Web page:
Washington, D.C., chef Nicholas Stefanelli is opening Officina later this month, a three-story destination for Italian cuisine in the city's massive new waterfront complex, the Wharf. Officina will occupy 14,000 square feet, with a market on the first floor, a trattoria-style restaurant on the second floor and a rooftop bar with an adjacent private-event space. The market will include a wine shop, butcher, bakery, pizzeria, gelato bar and more.
Stefanelli is known for the elegant Italian tasting menus at his Wine Spectator Best of Award of Excellence winner Masseria, but he's bringing a more approachable vibe to this project. "It's simple, it's beautiful, it's rustic, and it's a place that you could eat at every day," said Stefanelli.
The trattoria will serve grilled meats, classic pastas and more, using ingredients from the purveyors in the market downstairs. Beverage director John Filkins built the 550-selection wine list, which is entirely Italian with the exception of a Champagne section. The list will also be available on the rooftop bar.
Officina will host various events and programs throughout the space, such as a wine-dinner series highlighting different Italian regions. This is all part of Stefanelli's goal to create a go-to spot for every occasion, from grabbing groceries at the market to enjoying a full dinner in the restaurant.—J.H.
Best of Award of Excellence winner Galatoire's in New Orleans has a new executive chef, Phillip Lopez, who now helms the kitchen at both the Louisiana institution and its sister restaurant, Galatoire's 33 Bar and Steak.
Co-owner Bill Kearney told Wine Spectator that Lopez, who previously worked at the now-closed Square Root, is a "creative culinary genius" with a particularly deep appreciation for wine. Kearney is looking forward to seeing the chef's influence on the wine program as well as the restaurant's regular wine dinners. Lopez replaced Michael Sichel, who held the position for seven years, but diners can still expect favorites like the bouillabaisse and shrimp etouffée.—J.H.
On Sept. 14, Boston's Columbus Hospitality Group—which owns Restaurant Award winners Sorellina, Mistral, Mooo and Ostra—is bringing regional French classics to a small space in the South End neighborhood. Bar Lyon will pay homage to the namesake French city, whose cuisine chef Jamie Mammano was inspired by.
"Lyon is the city where all the legendary chefs came from and really established all the great traditions of that country that have informed the food culture worldwide," beverage director David Borsman told Wine Spectator. "[The team] is harkening back to the foundational aspects of cuisine." The menu will feature quintessential bistro fare like chicken-liver pâté, duck confit and omelets for dinner.
Borsman says Bar Lyon emulates a "bouchon Lyonnais," which he describes as a "traditional French bistro that you can go to any night of the week, get a delicious classic meal and a beautiful bottle of wine without turning it into an occasion." The all-French wine list at Bar Lyon reflects this, representing a broad range of regions like Burgundy and the Rhône while staying affordable—few bottles cost more than $100, and 18 wines are available by the glass. The restaurant will open with 50 selections and will soon expand with a list called "cellar selections," which will have more depth and an expanded price range, but with some attractive markups in certain regions.—J.H.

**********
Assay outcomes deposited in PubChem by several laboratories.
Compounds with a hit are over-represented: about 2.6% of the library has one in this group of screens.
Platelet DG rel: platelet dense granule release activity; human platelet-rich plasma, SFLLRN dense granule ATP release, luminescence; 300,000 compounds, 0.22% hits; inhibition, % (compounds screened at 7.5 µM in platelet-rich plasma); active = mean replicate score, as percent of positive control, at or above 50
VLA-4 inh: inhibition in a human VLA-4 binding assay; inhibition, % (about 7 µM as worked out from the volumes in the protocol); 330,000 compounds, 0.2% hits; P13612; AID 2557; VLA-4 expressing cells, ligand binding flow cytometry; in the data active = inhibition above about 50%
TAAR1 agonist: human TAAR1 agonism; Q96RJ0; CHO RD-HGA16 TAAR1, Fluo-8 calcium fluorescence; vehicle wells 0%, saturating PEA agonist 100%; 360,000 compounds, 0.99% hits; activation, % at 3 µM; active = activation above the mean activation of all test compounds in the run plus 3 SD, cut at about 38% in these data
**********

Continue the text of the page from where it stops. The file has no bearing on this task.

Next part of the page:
Ballyhoo Hospitality, the group behind Award of Excellence winner Coda di Volpe, opened Walton Street Kitchen + Bar in Chicago this week. The two-level concept features a cocktail lounge on the first floor and a restaurant upstairs, serving classic American fare with global touches, led by executive chef Jon Keeley.
The 110-selection wine list has 17 by-the-glass options, and highlights small-production, family-owned wineries that employ organic practices. "My goal is to present our guests with a list that features excellent examples of wines produced throughout the world—both Old World and New—as well as alternative grape varieties in an effort to encourage them to try wines beyond their comfort zone," said wine director Stephanie Brauer.—B.G.
ALX Gastropub in San Francisco is the first casual concept from the team behind the two Best of Award of Excellence–winning Alexander's Steakhouse locations in California. The kitchen will be headed by executive chef Jessie Lugo.
Wine director Barry Horton will maintain the restaurant group's commitment to well-curated wine lists with the gastropub's 60-selection, California-focused list, which has 26 by-the-glass options ranging from $12 to $45. "Using our name ALX, I put together a by-the-glass 'Approachable' section, 'Lavish' section and an 'Xtravagant' section," said Horton. "I think we will be seeing a much broader range of people in terms of what they might want for a glass of wine."—B.G.
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